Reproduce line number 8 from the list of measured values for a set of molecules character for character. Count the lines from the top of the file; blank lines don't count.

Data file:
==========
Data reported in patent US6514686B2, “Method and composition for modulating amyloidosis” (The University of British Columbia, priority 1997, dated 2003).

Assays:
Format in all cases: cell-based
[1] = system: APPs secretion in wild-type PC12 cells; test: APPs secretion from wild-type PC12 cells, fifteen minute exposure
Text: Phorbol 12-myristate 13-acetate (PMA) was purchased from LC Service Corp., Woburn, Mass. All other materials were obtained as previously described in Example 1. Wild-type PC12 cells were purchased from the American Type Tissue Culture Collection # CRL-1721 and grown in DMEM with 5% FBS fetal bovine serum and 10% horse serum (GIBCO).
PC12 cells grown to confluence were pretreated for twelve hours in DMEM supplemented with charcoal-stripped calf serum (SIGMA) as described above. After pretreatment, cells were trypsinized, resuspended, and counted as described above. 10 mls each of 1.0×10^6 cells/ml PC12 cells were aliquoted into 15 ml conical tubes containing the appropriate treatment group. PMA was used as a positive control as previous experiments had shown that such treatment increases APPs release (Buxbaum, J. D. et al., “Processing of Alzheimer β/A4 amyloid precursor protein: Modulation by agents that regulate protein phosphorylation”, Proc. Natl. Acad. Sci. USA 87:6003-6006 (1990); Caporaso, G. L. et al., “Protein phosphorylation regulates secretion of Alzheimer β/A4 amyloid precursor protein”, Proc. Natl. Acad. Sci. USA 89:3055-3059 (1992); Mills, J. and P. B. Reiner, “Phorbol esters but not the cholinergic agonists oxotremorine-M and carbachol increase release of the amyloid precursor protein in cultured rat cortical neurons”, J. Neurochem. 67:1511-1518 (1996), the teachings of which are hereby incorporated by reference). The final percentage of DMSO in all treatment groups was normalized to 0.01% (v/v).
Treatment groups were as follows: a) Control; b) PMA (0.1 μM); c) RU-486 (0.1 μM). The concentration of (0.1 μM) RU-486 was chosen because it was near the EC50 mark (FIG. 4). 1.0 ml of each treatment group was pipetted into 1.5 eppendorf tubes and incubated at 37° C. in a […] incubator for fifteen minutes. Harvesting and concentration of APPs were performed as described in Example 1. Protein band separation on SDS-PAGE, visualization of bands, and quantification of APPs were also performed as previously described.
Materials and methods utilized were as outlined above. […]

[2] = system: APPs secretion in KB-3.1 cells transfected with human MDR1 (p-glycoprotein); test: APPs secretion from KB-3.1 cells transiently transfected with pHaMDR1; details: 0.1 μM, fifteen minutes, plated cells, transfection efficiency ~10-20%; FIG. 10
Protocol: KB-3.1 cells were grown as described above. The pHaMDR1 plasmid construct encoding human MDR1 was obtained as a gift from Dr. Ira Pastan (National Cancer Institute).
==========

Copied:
Materials and methods utilized were as outlined above. […]